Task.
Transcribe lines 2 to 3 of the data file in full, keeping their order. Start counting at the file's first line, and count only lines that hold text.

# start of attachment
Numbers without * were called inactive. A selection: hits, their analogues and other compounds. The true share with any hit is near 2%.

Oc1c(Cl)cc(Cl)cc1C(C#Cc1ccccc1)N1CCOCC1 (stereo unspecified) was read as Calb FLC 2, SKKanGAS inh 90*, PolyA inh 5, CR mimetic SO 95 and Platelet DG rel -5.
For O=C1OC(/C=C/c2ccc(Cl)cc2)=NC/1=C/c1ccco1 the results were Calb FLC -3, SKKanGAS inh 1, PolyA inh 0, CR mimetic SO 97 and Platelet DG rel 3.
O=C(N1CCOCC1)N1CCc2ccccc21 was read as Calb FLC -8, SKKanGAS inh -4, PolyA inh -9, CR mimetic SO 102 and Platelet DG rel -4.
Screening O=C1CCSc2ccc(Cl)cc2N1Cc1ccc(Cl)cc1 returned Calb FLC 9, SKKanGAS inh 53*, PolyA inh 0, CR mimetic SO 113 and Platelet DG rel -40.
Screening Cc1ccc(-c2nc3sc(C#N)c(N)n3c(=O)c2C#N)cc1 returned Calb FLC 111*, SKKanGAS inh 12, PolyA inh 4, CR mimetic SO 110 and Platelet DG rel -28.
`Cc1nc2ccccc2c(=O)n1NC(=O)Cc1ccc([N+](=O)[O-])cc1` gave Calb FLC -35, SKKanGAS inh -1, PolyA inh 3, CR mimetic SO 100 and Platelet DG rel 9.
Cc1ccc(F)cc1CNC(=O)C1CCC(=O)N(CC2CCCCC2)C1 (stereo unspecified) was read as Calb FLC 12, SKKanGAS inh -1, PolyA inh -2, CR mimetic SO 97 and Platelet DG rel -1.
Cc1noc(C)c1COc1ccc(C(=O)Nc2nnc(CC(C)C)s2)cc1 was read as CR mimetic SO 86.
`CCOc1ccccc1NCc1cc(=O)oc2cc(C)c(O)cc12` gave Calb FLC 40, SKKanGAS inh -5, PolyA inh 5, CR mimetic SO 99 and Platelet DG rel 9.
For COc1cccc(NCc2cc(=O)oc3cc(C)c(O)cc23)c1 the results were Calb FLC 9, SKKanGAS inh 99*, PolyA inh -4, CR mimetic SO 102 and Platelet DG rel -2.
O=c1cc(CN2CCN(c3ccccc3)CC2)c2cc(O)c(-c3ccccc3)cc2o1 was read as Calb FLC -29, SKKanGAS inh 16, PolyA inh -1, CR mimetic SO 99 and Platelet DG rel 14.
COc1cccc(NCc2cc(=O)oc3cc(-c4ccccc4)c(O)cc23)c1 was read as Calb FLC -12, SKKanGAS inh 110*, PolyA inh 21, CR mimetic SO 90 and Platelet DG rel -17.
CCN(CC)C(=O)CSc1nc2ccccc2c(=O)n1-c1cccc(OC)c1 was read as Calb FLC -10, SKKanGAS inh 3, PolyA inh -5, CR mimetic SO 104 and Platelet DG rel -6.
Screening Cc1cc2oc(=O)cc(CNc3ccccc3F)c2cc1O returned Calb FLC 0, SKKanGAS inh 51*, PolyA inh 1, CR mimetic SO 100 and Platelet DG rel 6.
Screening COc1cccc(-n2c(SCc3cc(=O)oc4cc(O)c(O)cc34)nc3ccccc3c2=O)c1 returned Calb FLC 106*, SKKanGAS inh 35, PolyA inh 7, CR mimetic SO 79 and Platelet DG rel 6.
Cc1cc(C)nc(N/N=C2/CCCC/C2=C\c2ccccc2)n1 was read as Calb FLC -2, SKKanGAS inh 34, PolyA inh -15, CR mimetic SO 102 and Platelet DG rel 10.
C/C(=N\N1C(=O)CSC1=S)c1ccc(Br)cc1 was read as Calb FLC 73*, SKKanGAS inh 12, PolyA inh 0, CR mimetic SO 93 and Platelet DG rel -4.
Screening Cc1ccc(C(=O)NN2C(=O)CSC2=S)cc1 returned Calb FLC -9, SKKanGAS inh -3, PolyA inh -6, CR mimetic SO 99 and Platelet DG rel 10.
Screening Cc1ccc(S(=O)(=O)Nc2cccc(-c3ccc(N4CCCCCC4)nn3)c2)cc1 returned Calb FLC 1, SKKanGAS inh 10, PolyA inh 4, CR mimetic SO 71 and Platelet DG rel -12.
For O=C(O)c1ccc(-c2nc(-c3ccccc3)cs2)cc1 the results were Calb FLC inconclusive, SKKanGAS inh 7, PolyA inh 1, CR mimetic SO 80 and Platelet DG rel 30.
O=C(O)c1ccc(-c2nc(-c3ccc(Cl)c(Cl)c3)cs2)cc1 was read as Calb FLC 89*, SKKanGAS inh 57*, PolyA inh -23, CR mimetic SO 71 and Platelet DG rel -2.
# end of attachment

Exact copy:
Oc1c(Cl)cc(Cl)cc1C(C#Cc1ccccc1)N1CCOCC1 (stereo unspecified) was read as Calb FLC 2, SKKanGAS inh 90*, PolyA inh 5, CR mimetic SO 95 and Platelet DG rel -5.
For O=C1OC(/C=C/c2ccc(Cl)cc2)=NC/1=C/c1ccco1 the results were Calb FLC -3, SKKanGAS inh 1, PolyA inh 0, CR mimetic SO 97 and Platelet DG rel 3.